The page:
"Anger at the (prison camp) conditions led to (German) prisoners scraping handfuls of lice off their own bodies and throwing them at their (Soviet) guards. Such protests provoked summary execution."
Many believe Stalingrad to be the turning point of the war. The Nazi war machine proved to be fallible as it spread itself too thin for a cause that was born more from arrogance than practicality. The Germans never recovered, and its weakened defenses were no match for the Allied invasion of 1944. We know little of what took place in Stalingrad or its overall significance, leading Beevor to humbly admit that "[t]he Battle of Stalingrad remains such an ideologically charged and symbolically important subject that the last word will not be heard for many years." This is true. But this gripping account should become the standard work against which all others should measure themselves.
Saturday, 21 June 1941, produced a perfect summer’s morning. Many Berliners took the train out to Potsdam to spend the day in the park of Sans Souci. Others went swimming from the beaches on the Wannsee or the Nikolassee....In the Soviet Embassy...an urgent signal from Moscow demanded "an important clarification" of the huge military preparations along the frontiers from the Baltic to the Black Sea.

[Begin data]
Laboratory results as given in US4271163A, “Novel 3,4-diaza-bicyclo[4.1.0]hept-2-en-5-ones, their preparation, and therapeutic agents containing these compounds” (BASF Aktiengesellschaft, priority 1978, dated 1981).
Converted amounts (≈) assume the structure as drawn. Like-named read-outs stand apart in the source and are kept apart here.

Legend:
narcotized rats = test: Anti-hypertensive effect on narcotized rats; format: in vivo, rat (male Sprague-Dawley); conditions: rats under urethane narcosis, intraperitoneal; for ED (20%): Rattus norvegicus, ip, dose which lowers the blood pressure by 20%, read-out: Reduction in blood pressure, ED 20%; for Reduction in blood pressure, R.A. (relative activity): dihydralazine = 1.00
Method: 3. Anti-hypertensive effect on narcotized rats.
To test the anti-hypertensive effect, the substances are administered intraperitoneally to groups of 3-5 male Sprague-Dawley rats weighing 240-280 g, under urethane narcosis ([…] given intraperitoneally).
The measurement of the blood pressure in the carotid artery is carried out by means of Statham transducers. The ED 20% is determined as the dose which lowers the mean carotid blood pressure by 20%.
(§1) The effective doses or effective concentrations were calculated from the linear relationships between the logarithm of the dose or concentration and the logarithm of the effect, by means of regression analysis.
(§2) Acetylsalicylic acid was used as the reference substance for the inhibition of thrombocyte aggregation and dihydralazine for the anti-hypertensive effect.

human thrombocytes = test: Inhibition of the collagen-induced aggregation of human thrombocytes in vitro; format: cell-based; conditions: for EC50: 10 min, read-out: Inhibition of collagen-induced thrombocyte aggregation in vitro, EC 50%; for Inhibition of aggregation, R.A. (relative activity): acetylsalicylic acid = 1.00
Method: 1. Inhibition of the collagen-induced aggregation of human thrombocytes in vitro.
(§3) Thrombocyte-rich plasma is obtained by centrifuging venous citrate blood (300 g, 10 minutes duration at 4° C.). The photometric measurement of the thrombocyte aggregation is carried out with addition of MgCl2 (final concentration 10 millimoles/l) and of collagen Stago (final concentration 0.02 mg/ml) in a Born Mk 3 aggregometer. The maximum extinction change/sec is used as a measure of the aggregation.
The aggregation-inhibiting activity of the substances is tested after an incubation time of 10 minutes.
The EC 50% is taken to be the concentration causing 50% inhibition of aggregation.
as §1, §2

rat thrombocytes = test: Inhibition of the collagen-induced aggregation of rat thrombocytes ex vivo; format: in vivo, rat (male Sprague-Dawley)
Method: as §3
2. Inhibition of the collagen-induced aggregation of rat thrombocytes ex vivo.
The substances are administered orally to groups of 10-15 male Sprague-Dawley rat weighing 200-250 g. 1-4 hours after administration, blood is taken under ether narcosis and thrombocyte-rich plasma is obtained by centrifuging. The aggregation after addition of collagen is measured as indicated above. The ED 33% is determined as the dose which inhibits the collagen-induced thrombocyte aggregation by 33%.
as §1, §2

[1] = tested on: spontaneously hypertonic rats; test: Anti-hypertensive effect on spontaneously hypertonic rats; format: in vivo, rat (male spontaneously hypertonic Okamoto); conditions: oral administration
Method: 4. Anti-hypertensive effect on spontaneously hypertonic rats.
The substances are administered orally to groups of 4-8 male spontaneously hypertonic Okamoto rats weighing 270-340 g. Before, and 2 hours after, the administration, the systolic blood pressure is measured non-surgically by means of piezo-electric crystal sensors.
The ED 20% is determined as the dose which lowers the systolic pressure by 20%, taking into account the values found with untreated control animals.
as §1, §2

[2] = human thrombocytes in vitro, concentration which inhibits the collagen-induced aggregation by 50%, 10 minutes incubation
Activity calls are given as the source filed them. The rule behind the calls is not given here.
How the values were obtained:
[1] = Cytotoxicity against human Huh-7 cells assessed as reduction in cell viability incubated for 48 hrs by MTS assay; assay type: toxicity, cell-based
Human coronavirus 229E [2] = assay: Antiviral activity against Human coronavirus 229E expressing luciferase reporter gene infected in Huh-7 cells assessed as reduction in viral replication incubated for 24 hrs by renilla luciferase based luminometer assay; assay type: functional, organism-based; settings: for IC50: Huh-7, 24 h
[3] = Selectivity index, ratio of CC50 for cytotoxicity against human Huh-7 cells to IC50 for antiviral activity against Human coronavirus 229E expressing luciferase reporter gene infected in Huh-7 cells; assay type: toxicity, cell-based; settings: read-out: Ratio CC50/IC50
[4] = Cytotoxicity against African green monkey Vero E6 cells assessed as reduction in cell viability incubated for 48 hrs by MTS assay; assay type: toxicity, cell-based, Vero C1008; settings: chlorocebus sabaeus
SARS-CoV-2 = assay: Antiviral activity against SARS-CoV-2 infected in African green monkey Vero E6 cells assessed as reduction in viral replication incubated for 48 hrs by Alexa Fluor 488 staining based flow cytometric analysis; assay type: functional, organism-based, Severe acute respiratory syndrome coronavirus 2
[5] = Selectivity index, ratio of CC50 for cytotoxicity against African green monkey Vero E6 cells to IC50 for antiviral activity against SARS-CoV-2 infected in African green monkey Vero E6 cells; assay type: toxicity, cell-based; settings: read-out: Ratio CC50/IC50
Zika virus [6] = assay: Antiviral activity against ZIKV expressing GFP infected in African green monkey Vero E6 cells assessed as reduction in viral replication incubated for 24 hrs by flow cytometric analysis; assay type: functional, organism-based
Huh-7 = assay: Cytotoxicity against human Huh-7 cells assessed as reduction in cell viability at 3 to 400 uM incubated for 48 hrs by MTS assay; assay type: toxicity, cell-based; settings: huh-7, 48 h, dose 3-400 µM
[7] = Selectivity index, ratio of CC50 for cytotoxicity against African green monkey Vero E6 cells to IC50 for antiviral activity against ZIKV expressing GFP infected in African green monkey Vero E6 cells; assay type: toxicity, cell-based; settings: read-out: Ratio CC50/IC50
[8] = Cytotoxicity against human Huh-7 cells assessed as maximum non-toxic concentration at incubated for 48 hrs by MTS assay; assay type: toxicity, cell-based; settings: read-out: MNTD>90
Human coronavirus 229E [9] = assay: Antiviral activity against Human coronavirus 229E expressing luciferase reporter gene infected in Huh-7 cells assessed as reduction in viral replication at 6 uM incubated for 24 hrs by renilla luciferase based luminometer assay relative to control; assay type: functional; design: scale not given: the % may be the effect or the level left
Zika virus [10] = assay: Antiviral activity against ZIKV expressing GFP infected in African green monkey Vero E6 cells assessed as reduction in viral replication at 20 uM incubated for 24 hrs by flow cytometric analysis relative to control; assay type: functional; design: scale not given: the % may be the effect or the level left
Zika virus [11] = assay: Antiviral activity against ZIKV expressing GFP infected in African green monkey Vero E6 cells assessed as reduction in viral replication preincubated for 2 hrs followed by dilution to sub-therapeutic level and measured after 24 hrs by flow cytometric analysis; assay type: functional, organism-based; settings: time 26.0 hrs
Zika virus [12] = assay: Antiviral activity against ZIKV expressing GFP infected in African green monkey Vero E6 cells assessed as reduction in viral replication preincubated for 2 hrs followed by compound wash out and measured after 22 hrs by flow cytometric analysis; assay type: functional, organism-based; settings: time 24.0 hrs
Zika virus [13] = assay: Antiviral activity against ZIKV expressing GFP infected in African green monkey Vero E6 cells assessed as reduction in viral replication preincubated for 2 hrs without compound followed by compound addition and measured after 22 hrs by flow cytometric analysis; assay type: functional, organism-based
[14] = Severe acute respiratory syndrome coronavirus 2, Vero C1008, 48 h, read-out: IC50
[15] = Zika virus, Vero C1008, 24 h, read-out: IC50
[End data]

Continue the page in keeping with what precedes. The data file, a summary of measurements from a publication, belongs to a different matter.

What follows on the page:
British historian Antony Beevor begins his narrative quietly, steadily, uneasily. Moving briskly between rapidly intensifying German and Russian scenes, Beevor provides some of the historical context for the events leading toward the terrible battle of Stalingrad.